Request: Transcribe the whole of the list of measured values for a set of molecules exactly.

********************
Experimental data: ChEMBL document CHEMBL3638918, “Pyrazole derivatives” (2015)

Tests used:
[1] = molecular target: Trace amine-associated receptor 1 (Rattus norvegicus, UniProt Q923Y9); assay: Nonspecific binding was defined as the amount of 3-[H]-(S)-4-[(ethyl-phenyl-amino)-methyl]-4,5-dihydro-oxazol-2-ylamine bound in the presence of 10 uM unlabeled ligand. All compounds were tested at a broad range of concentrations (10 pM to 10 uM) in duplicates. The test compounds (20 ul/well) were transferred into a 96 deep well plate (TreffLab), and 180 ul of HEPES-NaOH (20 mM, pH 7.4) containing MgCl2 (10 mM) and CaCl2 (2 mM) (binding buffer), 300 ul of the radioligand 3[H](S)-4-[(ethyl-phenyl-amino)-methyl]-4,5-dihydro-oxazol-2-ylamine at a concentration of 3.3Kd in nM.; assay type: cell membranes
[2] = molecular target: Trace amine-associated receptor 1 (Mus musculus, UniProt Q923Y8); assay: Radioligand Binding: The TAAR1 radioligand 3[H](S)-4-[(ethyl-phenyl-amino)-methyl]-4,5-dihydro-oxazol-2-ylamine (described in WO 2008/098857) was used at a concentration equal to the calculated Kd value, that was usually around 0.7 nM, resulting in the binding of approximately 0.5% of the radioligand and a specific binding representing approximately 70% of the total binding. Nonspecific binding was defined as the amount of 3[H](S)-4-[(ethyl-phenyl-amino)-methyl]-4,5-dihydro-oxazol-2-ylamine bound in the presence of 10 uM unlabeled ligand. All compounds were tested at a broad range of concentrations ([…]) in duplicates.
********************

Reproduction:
Experimental data: ChEMBL document CHEMBL3638918, “Pyrazole derivatives” (2015)

Tests used:
[1] = molecular target: Trace amine-associated receptor 1 (Rattus norvegicus, UniProt Q923Y9); assay: Nonspecific binding was defined as the amount of 3-[H]-(S)-4-[(ethyl-phenyl-amino)-methyl]-4,5-dihydro-oxazol-2-ylamine bound in the presence of 10 uM unlabeled ligand. All compounds were tested at a broad range of concentrations (10 pM to 10 uM) in duplicates. The test compounds (20 ul/well) were transferred into a 96 deep well plate (TreffLab), and 180 ul of HEPES-NaOH (20 mM, pH 7.4) containing MgCl2 (10 mM) and CaCl2 (2 mM) (binding buffer), 300 ul of the radioligand 3[H](S)-4-[(ethyl-phenyl-amino)-methyl]-4,5-dihydro-oxazol-2-ylamine at a concentration of 3.3Kd in nM.; assay type: cell membranes
[2] = molecular target: Trace amine-associated receptor 1 (Mus musculus, UniProt Q923Y8); assay: Radioligand Binding: The TAAR1 radioligand 3[H](S)-4-[(ethyl-phenyl-amino)-methyl]-4,5-dihydro-oxazol-2-ylamine (described in WO 2008/098857) was used at a concentration equal to the calculated Kd value, that was usually around 0.7 nM, resulting in the binding of approximately 0.5% of the radioligand and a specific binding representing approximately 70% of the total binding. Nonspecific binding was defined as the amount of 3[H](S)-4-[(ethyl-phenyl-amino)-methyl]-4,5-dihydro-oxazol-2-ylamine bound in the presence of 10 uM unlabeled ligand. All compounds were tested at a broad range of concentrations ([…]) in duplicates.